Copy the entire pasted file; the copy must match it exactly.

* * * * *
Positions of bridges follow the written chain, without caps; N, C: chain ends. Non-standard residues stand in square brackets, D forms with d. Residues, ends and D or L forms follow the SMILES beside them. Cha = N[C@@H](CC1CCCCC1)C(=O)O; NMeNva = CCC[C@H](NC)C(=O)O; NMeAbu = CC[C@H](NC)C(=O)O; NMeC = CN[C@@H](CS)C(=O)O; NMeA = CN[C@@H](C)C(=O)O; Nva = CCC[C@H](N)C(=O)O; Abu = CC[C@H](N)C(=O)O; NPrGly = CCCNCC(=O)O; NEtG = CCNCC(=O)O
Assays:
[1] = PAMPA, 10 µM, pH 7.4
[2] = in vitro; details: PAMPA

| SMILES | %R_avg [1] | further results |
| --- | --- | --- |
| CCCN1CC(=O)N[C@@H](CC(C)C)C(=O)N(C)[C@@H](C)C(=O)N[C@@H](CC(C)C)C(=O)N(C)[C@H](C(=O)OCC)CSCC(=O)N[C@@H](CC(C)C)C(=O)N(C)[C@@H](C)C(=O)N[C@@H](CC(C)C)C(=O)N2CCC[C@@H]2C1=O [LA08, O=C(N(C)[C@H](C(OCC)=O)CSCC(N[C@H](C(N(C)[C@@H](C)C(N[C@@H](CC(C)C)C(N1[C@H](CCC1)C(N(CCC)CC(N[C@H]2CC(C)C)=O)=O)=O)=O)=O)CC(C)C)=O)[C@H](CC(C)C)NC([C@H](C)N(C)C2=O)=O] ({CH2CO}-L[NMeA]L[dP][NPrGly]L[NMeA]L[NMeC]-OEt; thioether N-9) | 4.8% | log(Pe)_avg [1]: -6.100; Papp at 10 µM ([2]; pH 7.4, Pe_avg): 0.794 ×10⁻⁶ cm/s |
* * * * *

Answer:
Positions of bridges follow the written chain, without caps; N, C: chain ends. Non-standard residues stand in square brackets, D forms with d. Residues, ends and D or L forms follow the SMILES beside them. Cha = N[C@@H](CC1CCCCC1)C(=O)O; NMeNva = CCC[C@H](NC)C(=O)O; NMeAbu = CC[C@H](NC)C(=O)O; NMeC = CN[C@@H](CS)C(=O)O; NMeA = CN[C@@H](C)C(=O)O; Nva = CCC[C@H](N)C(=O)O; Abu = CC[C@H](N)C(=O)O; NPrGly = CCCNCC(=O)O; NEtG = CCNCC(=O)O
Assays:
[1] = PAMPA, 10 µM, pH 7.4
[2] = in vitro; details: PAMPA

| SMILES | %R_avg [1] | further results |
| --- | --- | --- |
| CCCN1CC(=O)N[C@@H](CC(C)C)C(=O)N(C)[C@@H](C)C(=O)N[C@@H](CC(C)C)C(=O)N(C)[C@H](C(=O)OCC)CSCC(=O)N[C@@H](CC(C)C)C(=O)N(C)[C@@H](C)C(=O)N[C@@H](CC(C)C)C(=O)N2CCC[C@@H]2C1=O [LA08, O=C(N(C)[C@H](C(OCC)=O)CSCC(N[C@H](C(N(C)[C@@H](C)C(N[C@@H](CC(C)C)C(N1[C@H](CCC1)C(N(CCC)CC(N[C@H]2CC(C)C)=O)=O)=O)=O)=O)CC(C)C)=O)[C@H](CC(C)C)NC([C@H](C)N(C)C2=O)=O] ({CH2CO}-L[NMeA]L[dP][NPrGly]L[NMeA]L[NMeC]-OEt; thioether N-9) | 4.8% | log(Pe)_avg [1]: -6.100; Papp at 10 µM ([2]; pH 7.4, Pe_avg): 0.794 ×10⁻⁶ cm/s |